According to the oocyte maturation of each patient, the ROC curve of TSH predicting oocyte maturation of each PCOS patient was drawn. The results showed that the area under the curve was 0.550, the cut-off value was TSH2.98uIU/ml, the specificity was 28.9%, the sensitivity was 83.0%, P = 0.037.
Five hundred ninety-five PCOS patients were divided into two groups according to the threshold of TSH 2.98 in ROC curve. The results showed that the oocyte maturation of TSH < 2.98 group was significantly lower than that of TSH ≥ 2.98 group (91.7% vs 88.2%, P = 0.001) ( Fig. 1A); There was no difference in 2PN fertilization rate between the two groups (84.61% vs 84.48%, P = 0.914) ( Fig. 1B); The clinical pregnancy rate (64.3% vs 57.4%, P = 0.085) ( Fig. 1C)and live birth rate (53.7% vs 47.5%, P = 0.116) ( Fig. 1D)in TSH < 2.98 group were lower than those in TSH ≥ 2.98 group, but the difference was not statistically significant.
Thyroid hormone is an endocrine hormone that can maintain nervous system excitation, promote the development of tissues and organs, and regulate metabolism .
Due to the interaction between the hypothalamus pituitary ovary axis and the hypothalamus pituitary thyroid axis, thyroid hormone can have negative feedback effect on hypothalamus and pituitary. When TSH level is abnormal, it will affect hypothalamus function, resulting in abnormal hypothalamus pituitary gonad axis function [5,6,7]. Some studies have shown that the majority of female patients with thyroid dysfunction have symptoms such as irregular menstrual cycle, rare menstruation, irregular uterine bleeding, and some of them have polycystic ovarian changes with abnormal blood glucose metabolism and lipid metabolism disorder [19,20,21], which are considered to be related to insulin resistance and islet cell damage. At the same time, the imbalance of gonadal axis in PCOS patients may affect the pituitary thyroid axis. Many studies found that PCOS patients with severe hyperandrogenemia and insulin resistance are prone to be associated with abnormal thyroid function [22, 23]. Compared with normal women of childbearing age, PCOS patients are often accompanied by elevated TSH [8,9,10]. It is not known whether the elevated TSH levels in PCOS patients with normal thyroid function is associated with negative outcomes of in-vitro fertilization, such as poor oocyte maturation, low fertilization rate and high incidence of OHSS [24,25,26].
Our study showed that the average TSH level of PCOS patients with normal thyroid function was significantly higher than that of non-PCOS patients (2.42 ± 0.86VS2.00 ± 0.89, P < 0.001). This is consistent with the results of literature studies reported so far. The oocyte maturation rate of PCOS group was lower than that of non-PCOS group (90.9% vs 92.4%, P = 0.02), which further led to the lower 2PN fertilization rate in PCOS group than that in non-PCOS group (84.57% vs 86.77%, P = 0.02). However, there was no significant difference in cleavage rate and high-quality embryo rate between the two groups, and the pregnancy outcomes including clinical pregnancy rate, abortion rate and live birth rate were not significantly different between the two groups. We believe that this may be due to the development of IVF/ICSI therapy and the improvement of embryo culture system, which improves the adverse effects of elevated TSH on oocytes, so there was no significant difference between embryo outcome and pregnancy outcome. We adopt multi-factor linear regression analysis to evaluate the relationship between oocyte maturation and related variables. The results showed that TSH was negatively correlated with oocyte maturation of each patient [β = -124, P = 0.013,95% CI (- 0.027 ~ -0.003)], which suggested that TSH might be an independent risk factor for oocyte maturation in PCOS patients with normal thyroid function when undergoing IVF-ET.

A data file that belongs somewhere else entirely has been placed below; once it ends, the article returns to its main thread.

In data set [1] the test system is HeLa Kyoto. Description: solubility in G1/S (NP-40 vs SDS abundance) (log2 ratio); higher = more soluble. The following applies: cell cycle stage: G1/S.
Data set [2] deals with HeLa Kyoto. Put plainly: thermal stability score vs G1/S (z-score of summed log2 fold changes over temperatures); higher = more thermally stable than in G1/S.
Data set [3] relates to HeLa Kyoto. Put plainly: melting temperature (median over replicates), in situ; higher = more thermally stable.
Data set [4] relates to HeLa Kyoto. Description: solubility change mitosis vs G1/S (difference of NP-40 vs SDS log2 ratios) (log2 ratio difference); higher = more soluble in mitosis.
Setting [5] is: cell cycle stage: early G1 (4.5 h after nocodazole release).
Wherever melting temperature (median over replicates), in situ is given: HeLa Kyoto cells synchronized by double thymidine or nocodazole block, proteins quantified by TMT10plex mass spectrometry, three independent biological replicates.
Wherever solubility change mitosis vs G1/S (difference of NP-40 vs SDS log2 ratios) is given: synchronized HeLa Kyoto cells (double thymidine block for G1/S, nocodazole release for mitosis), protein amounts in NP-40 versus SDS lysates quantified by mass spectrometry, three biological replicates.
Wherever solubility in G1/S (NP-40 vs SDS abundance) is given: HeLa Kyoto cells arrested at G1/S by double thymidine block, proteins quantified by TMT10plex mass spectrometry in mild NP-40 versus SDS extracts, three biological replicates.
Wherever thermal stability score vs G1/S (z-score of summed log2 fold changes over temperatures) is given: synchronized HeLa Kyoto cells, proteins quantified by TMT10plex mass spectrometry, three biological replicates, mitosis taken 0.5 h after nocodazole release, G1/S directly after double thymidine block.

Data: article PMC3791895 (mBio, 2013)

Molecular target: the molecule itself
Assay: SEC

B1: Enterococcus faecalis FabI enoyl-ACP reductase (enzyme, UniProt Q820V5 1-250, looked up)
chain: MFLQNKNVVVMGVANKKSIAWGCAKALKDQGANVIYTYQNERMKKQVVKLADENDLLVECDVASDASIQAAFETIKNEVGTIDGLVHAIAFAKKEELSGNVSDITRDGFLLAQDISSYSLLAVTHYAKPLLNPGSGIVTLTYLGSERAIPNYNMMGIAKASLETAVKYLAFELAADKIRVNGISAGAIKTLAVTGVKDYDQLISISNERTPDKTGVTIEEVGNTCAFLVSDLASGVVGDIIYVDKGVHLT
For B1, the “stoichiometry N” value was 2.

TSH receptors are widely expressed in human oocytes, cumulus cells and granulosa cells of ovary. TSH cooperates with FSH to regulate the proliferation, apoptosis and morphological differentiation of granulosa cells, and play a direct role in promoting the function of granulosa cells . TSH promotes the production of LH and hCG receptors on the surface of granulosa cells,while there is a close relationship between granulosa cells in follicles and oocytes, and gap junctions exist between them, the information transmission, mutual promotion and synchronous development between cells was put in to effect depend on the connexins .The functional status of granulosa cells directly affects the maturation of oocytes, granulosa cells also support oocyte maturation in an endocrine manner, and affects fertilization and even embryo development potential. Those maybe the main mechanism of the influence of TSH on oocyte quality in PCOS patients. In addition, the E2 levels on hCG trigger day of PCOS group is greater than that of non-PCOS group, and it is reported that the supraphysiological E2 levels during COH will also lead to the transient increase of TSH, this is mainly due to the increase of thyroxine binding protein caused by the super physiological high estrogen level in the serum, which reduces the concentration of free thyroid hormone and then causes the increase of serum TSH. Studies shown that the concentration of TSH increases with the increase of super physiological E2 level . This may be another mechanism by which TSH affects oocyte maturation rate in PCOS group. However, the impact of of COH on TSH may be transient, the increased TSH after COH can not really reflect the state of thyroid function. TSH level after COH was not detected in this study, which is the deficiency of this paper.